But I think I'm missing something cause it's not working...

    Will Mruzek
    @mruzekw
    Actually it might be working, one sec please
    Will Mruzek
    @mruzekw

    It was actually working. Had something wrong in my view code.

    I wondered if anyone would be willing to take a look at it. I'm especially curious about my use of setTimeout() and if that's the way to go

    David Sheldrick
    @ds300
    I'll take a look tomorrow :+1:
    Will Mruzek
    @mruzekw
    No worries, thanks
    David Sheldrick
    @ds300

    @mruzekw Your use of setTimeout seems fine to me. You can change

    let gameOver = turnCount.derive((count) => {
      return count === 9;
    });

    to

    const gameOver = turnCount.is(9);

    Also, if you keep expectedBoard as Immutable data held in an atom, then you don't need isCorrectSelection and you can just define playerWon as

    const playerWon = gameOver.and(curBoard.is(expectedBoard));

    Otherwise, looks really nice :)

    Will Mruzek
    @mruzekw
    Thanks for taking a look @ds300 !
    Liron Shapira
    @liron00
    hey guys
    i recently published this blog post, and afterwards i've been following up on all the comments and emails, doing a lot of research into what existing solutions are out there
    Liron Shapira
    @liron00
    my conclusion is, there are a ton of databases out there, yet somehow none of them support FRP
    the only FRP thing out there is Materialized Views
    which could theoretically be great except they are very limited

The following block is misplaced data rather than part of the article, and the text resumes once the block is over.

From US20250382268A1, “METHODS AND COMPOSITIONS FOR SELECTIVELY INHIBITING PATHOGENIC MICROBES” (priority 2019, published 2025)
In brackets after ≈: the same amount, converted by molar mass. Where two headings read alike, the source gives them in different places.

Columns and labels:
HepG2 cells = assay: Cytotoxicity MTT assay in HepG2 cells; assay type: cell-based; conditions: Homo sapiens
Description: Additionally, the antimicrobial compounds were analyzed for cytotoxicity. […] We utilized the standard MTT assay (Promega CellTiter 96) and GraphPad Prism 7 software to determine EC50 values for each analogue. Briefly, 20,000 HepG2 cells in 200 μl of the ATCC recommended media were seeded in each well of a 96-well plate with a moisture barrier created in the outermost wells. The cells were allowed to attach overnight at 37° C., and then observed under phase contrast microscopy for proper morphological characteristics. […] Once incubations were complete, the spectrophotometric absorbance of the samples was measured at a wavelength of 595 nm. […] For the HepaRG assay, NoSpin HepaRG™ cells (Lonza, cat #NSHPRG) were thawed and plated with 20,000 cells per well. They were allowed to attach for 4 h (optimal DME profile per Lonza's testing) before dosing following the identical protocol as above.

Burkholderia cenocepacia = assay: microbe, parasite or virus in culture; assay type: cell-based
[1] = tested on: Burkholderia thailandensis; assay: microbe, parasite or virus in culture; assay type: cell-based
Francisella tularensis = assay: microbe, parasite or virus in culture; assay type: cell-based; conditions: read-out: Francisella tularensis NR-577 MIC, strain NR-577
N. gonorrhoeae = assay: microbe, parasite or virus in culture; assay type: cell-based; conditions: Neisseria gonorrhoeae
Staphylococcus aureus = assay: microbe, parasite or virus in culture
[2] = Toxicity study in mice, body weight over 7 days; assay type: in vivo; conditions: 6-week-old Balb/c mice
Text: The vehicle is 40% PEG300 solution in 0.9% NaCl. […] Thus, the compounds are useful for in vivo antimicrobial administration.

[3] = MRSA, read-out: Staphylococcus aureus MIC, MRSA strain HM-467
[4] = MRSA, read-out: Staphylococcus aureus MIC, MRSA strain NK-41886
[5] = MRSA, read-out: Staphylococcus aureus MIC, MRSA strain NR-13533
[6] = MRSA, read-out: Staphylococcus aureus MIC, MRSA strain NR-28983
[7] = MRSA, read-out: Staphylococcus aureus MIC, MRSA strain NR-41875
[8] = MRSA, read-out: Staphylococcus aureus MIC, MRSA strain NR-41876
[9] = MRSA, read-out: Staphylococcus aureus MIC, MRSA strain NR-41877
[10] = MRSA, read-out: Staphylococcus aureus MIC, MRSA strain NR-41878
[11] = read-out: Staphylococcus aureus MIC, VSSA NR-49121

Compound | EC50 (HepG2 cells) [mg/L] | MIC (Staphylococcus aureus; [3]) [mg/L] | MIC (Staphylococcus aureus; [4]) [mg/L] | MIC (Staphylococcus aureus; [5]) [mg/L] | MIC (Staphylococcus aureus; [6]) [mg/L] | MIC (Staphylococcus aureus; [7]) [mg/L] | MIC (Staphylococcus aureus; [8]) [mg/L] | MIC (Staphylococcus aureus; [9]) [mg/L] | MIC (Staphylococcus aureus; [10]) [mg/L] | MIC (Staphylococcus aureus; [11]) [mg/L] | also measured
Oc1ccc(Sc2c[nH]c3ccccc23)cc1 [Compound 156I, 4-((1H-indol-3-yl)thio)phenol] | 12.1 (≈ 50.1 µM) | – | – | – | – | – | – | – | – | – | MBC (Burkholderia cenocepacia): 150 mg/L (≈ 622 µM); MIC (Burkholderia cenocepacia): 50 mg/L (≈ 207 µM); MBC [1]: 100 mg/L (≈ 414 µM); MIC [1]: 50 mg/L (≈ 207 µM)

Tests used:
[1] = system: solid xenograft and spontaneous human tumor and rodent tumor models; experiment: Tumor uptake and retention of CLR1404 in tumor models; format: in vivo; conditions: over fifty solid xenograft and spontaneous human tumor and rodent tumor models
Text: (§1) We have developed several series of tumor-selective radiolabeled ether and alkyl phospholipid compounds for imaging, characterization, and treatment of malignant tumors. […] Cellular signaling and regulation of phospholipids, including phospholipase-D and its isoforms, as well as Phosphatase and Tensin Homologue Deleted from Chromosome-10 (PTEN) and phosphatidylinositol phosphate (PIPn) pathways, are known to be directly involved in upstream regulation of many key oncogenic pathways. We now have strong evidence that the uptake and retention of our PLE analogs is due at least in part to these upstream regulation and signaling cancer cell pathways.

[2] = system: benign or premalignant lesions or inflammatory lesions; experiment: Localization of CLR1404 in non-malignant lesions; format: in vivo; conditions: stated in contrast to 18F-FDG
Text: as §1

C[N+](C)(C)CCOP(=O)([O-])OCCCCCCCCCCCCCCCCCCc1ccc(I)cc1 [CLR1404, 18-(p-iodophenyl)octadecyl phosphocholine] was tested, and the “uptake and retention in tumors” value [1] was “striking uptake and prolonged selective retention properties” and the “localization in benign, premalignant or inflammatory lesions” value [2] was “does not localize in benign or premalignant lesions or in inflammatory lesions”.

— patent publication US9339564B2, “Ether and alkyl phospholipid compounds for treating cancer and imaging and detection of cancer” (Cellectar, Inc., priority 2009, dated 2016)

so, i am thinking about building some kind of backend FRP data layer
    i would consider literally just running Derivable on a single server with 128gb of ram, and calling that my database. i just need a bit more durability than that.
    @ds300 thoughts?
    David Sheldrick
    @ds300
    Have you thought about Domain Driven Design + Event Sourcing? It properly solves denormalization problems. I'm currently building a service with DDD after only ever doing traditional databases before and it's like a dream. I can link you to learning material if it's a new concept to you.
    David Sheldrick
    @ds300
    Oh wait, just got to that part of the article :D
    Liron Shapira
    @liron00
    haha ya, i am a fan of event sourcing. i would like to do frp and event sourcing.
    check out this thread i had with greg young
    David Sheldrick
    @ds300

    Also, I notice this approach is imperative / trigger style, meaning we have to spread out the code for a computed value across all the dependencies where it's computed from. Is there a more declarative / materialized view / Functional Reactive Programming style approach?

    Greg's example updates state in an imperative style, but it's trivial to get a more FRP-style with these systems by using the reducer pattern (as seen in Elm, Redux, etc). For any stateful entity in your system (denormalized by virtue of simply not being an event), all you need to do is put together a stream of all the events from your journal which could effect the entity's value, and then write the logic for each event type, saying what it means for that particular piece of state. It's a profoundly simple separation of concerns in theory and practice. Having state-only FRP like Derivable would be a relatively thin layer of icing on top of the enormous and delicious cake that is event sourcing :)

    Liron Shapira
    @liron00
    hm, are you sure about that? it seems like dependency tracking at scale is more than icing